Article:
One of the questions I am asked most frequently is, "How do you fundraise?" It seems like a simple question but, in practice, asking individuals and corporations for their support is more art than science.
That's because fundraising is much more than asking for money. A key goal in development work is cultivating long-term relationships with donors. A committed patron will prioritize your nonprofit when it comes to charitable giving each year.
The majority of nonprofits still rely on the generosity of donors, though giving patterns have changed. A decade ago, benefactors were inclined to support multiple organizations. Today, we see donors making more targeted gifts in an effort to maximize their impact. At the YMCA, program-specific giving attracts three times as many supporters as our requests for support for general operations.
People want to feel like they are making a tangible difference -- and know exactly how they are contributing to important, lasting change. So how do we accomplish this as other charities and nonprofits are broadcasting competing messages? Invite donors to see how their money is being used at the programmatic level.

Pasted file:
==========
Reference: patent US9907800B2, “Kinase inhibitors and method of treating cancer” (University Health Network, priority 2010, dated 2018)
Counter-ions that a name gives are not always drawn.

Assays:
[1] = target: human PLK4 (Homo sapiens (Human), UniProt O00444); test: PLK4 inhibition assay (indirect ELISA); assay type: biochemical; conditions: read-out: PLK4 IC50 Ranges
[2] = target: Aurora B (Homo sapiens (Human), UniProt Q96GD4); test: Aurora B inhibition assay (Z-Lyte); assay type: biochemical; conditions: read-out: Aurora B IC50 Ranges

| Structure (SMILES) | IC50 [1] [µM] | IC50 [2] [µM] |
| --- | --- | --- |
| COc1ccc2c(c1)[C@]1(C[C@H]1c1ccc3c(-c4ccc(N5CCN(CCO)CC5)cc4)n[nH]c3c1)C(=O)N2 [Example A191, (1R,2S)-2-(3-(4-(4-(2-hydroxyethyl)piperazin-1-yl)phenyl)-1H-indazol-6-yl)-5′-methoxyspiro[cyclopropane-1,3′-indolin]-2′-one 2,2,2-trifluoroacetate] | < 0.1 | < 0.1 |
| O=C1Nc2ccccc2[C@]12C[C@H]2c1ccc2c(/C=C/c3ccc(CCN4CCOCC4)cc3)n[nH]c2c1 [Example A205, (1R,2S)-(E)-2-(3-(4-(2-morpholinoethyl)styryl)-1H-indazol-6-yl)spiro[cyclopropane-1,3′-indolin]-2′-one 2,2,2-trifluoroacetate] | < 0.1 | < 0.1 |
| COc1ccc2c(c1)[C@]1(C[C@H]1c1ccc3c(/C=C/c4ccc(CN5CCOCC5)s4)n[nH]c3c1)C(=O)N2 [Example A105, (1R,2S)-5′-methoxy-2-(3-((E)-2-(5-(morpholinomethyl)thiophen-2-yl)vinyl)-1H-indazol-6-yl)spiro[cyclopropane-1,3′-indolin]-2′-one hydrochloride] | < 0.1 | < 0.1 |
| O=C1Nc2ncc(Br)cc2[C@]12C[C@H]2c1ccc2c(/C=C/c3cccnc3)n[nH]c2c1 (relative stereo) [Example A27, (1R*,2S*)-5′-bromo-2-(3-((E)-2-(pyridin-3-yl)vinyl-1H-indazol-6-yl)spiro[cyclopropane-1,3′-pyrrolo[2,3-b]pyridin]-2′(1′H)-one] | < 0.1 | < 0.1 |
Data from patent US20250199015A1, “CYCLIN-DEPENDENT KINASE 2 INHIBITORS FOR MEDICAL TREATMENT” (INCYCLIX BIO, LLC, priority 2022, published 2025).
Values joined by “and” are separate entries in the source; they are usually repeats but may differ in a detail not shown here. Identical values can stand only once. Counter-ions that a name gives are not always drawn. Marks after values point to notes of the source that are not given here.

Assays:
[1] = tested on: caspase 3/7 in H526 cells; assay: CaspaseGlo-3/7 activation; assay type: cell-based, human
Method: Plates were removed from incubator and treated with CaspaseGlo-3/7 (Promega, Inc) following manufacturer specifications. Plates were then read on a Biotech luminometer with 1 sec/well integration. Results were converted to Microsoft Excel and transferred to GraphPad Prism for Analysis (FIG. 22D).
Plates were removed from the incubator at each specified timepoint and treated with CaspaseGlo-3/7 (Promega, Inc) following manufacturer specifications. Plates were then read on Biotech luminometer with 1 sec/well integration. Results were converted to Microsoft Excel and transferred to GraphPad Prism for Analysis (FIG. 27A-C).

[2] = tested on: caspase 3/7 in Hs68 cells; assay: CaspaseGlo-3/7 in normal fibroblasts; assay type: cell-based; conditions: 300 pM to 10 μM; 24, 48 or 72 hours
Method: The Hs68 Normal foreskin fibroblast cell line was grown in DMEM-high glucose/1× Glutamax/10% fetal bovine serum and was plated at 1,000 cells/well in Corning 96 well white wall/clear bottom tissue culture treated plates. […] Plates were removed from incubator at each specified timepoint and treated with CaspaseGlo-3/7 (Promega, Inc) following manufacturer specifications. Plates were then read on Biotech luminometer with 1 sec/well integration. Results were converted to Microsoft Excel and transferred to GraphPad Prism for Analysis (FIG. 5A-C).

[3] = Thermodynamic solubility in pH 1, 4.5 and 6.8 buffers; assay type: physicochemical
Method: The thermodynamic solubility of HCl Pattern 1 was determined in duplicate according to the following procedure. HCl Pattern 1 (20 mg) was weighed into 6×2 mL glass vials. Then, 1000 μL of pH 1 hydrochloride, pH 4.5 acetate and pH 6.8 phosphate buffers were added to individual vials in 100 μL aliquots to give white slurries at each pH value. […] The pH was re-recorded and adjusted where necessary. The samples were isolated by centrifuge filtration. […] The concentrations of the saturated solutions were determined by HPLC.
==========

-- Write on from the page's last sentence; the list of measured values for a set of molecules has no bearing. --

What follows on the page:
One of my favorite memories at the YMCA involves a grown man sitting among third graders in a classroom. This donor, a journalist turned publishing executive, asked to see one of our after school programs. By chance, the students were working on a writing project -- stories about "my mom," "my dad," "my summer," and so on. The donor, who asked to see a couple of the pieces, ended up eagerly reading all of stories while sitting in a small children's chair.
"I had almost forgotten what it was like to write for pure pleasure," he said smiling. This 30-minute visit proved invaluable in strengthening the Y's relationship with this donor. If collecting gifts is the science of fundraising, working your way into the heart of the donor is the art.
Ultimately, an organization, regardless of its size, needs to go beyond the act of solicitation to secure a gift. Listening to and interacting with donors, discovering their passions, and finding out what motivates their giving should be the guiding principles of any development office.
Training staff to listen to donors and be good communicators is fundamental to this effort. Finding ways to connect with patrons will help your organization stand out. With people receiving so many e-mails every day, it's easy to have your message end up in a "Deleted Items" folder. Sometimes a simple phone call can make all the difference.
It is worth noting that some organizations may not always have the resources for such campaigns. If possible, enlist volunteers to foster dialogue with donors. Providing that human connection to your cause can pay enormous dividends. And remember: people give to make a difference.